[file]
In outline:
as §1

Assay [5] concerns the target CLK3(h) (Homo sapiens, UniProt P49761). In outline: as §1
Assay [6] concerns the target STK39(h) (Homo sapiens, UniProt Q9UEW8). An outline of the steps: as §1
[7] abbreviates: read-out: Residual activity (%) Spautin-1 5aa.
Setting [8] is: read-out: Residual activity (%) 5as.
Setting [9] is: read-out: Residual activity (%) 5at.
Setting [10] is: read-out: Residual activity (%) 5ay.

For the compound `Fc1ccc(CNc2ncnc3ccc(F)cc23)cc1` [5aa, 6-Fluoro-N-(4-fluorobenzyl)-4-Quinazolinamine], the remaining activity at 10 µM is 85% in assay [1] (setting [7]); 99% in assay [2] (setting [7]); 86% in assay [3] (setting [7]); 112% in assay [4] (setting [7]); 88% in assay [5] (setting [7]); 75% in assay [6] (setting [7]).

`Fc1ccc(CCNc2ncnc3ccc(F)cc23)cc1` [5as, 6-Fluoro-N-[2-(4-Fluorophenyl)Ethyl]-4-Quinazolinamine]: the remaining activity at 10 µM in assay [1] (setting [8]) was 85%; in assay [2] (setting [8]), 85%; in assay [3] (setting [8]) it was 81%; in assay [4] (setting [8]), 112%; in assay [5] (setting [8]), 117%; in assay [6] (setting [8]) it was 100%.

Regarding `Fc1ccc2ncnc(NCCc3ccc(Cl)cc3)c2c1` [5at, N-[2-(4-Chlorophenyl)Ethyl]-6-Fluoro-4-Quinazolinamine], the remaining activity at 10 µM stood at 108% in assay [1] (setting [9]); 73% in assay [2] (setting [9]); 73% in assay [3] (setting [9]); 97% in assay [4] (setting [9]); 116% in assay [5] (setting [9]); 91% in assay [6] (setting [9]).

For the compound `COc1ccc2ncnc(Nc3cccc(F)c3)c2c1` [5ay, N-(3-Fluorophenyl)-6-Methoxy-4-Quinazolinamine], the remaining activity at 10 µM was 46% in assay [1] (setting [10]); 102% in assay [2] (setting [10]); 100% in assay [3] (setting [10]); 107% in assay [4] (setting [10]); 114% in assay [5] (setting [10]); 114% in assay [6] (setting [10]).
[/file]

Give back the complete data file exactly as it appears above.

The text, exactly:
In outline:
as §1

Assay [5] concerns the target CLK3(h) (Homo sapiens, UniProt P49761). In outline: as §1
Assay [6] concerns the target STK39(h) (Homo sapiens, UniProt Q9UEW8). An outline of the steps: as §1
[7] abbreviates: read-out: Residual activity (%) Spautin-1 5aa.
Setting [8] is: read-out: Residual activity (%) 5as.
Setting [9] is: read-out: Residual activity (%) 5at.
Setting [10] is: read-out: Residual activity (%) 5ay.

For the compound `Fc1ccc(CNc2ncnc3ccc(F)cc23)cc1` [5aa, 6-Fluoro-N-(4-fluorobenzyl)-4-Quinazolinamine], the remaining activity at 10 µM is 85% in assay [1] (setting [7]); 99% in assay [2] (setting [7]); 86% in assay [3] (setting [7]); 112% in assay [4] (setting [7]); 88% in assay [5] (setting [7]); 75% in assay [6] (setting [7]).

`Fc1ccc(CCNc2ncnc3ccc(F)cc23)cc1` [5as, 6-Fluoro-N-[2-(4-Fluorophenyl)Ethyl]-4-Quinazolinamine]: the remaining activity at 10 µM in assay [1] (setting [8]) was 85%; in assay [2] (setting [8]), 85%; in assay [3] (setting [8]) it was 81%; in assay [4] (setting [8]), 112%; in assay [5] (setting [8]), 117%; in assay [6] (setting [8]) it was 100%.

Regarding `Fc1ccc2ncnc(NCCc3ccc(Cl)cc3)c2c1` [5at, N-[2-(4-Chlorophenyl)Ethyl]-6-Fluoro-4-Quinazolinamine], the remaining activity at 10 µM stood at 108% in assay [1] (setting [9]); 73% in assay [2] (setting [9]); 73% in assay [3] (setting [9]); 97% in assay [4] (setting [9]); 116% in assay [5] (setting [9]); 91% in assay [6] (setting [9]).

For the compound `COc1ccc2ncnc(Nc3cccc(F)c3)c2c1` [5ay, N-(3-Fluorophenyl)-6-Methoxy-4-Quinazolinamine], the remaining activity at 10 µM was 46% in assay [1] (setting [10]); 102% in assay [2] (setting [10]); 100% in assay [3] (setting [10]); 107% in assay [4] (setting [10]); 114% in assay [5] (setting [10]); 114% in assay [6] (setting [10]).